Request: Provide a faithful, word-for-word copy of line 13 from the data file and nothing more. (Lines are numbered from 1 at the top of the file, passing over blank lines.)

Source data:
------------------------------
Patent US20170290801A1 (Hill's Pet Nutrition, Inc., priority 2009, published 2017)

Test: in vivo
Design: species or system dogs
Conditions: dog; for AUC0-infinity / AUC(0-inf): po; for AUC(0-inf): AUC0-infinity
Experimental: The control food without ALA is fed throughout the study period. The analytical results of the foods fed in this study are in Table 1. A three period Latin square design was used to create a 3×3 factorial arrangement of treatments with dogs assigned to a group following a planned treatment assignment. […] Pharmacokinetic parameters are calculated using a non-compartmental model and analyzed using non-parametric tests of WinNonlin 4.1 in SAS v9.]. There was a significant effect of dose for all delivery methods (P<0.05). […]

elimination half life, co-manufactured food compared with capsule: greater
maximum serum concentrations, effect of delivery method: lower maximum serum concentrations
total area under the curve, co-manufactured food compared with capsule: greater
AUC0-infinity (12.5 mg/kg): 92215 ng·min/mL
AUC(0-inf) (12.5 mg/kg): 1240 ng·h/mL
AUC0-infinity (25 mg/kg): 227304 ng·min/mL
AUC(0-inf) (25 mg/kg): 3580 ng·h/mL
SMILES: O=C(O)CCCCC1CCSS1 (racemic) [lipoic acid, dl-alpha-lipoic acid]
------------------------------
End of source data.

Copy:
SMILES: O=C(O)CCCCC1CCSS1 (racemic) [lipoic acid, dl-alpha-lipoic acid]